A nuclear fusion device – that will be wholly designed, built and operated by students – is being planned for UNSW Sydney.
The program is part of the University’s Vertically Integrated Projects (VIP) scheme that is designed to engage undergraduate and postgraduate students in long-term, and multidisciplinary challenges led by UNSW academics.
The fusion construction project is headed up by nuclear engineering expert Dr. Patrick Burr and he aims to have a working device operating within two to three years.
“This project will be the first in the world where students will design, build and manage a fusion reactor,” he said.
“We want to excite the next generation of innovators and make them realise how they can make a big change in the world.”
“The students involved in this project will have to develop solutions to big engineering challenges, work closely with industry partners, and push the boundaries of what is possible with fusion energy.”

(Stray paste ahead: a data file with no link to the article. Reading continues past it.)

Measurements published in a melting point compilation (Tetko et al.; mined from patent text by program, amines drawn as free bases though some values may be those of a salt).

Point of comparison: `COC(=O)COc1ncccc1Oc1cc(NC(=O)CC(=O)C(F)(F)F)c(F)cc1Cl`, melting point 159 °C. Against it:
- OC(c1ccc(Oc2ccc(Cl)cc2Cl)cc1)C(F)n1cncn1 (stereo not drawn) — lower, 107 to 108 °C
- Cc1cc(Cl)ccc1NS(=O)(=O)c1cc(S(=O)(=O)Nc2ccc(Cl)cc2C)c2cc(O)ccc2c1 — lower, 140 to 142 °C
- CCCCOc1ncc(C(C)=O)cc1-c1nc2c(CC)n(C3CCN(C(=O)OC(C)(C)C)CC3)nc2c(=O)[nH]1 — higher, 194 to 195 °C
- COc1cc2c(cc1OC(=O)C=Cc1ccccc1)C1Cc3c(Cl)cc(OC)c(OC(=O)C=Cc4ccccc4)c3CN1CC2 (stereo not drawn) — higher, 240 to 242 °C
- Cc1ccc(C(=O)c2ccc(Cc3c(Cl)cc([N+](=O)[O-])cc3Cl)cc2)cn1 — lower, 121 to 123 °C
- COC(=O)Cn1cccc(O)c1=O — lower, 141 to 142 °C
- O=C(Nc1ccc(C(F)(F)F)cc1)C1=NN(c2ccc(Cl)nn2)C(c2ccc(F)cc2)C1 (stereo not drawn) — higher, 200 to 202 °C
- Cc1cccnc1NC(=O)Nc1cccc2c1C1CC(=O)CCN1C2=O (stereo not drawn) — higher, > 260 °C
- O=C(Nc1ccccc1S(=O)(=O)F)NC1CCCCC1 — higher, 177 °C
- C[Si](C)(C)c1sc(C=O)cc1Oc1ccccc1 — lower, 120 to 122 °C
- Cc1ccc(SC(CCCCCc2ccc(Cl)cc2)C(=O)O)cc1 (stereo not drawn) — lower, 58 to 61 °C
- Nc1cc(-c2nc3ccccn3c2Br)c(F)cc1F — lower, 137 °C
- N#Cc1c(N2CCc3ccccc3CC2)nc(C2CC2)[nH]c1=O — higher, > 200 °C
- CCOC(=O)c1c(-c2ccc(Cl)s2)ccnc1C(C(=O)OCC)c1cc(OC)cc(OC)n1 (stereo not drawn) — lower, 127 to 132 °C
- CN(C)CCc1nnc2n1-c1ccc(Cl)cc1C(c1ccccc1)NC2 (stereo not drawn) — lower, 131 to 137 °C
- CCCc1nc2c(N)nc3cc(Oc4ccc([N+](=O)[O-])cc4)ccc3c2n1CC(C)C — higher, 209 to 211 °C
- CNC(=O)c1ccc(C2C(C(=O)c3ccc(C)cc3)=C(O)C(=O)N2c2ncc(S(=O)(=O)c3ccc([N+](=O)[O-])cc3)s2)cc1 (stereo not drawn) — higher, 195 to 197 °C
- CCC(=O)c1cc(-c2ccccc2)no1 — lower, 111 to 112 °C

UNSW’s first fusion-capable machine will be a ‘tokamak’ device – a doughnut-shaped vacuum chamber with powerful magnets to control and heat streams of plasma to extreme temperatures, at which point nuclear fusion is possible.
Many research universities around the world already operate traditional fission reactors for training of nuclear engineers, materials testing, or the production of radioisotopes for medicine and industry.
Fusion is relatively safe since the process is not based on a chain reaction, whereas nuclear fission is.
Dr. Burr says that nuclear energy can be polarising.
“It can be seen as an energy amplifier, rather than an energy generator, so when you turn off the switch there is nothing to amplify and the device shuts down, just like a lightbulb,” he said.
“The tokamak device is small, around 1 metre by 1 metre, and during the initial build and testing the biggest risk is dealing with high voltages, which is a well-known hazard in our labs, for which we have special cages to keep everything very safe.”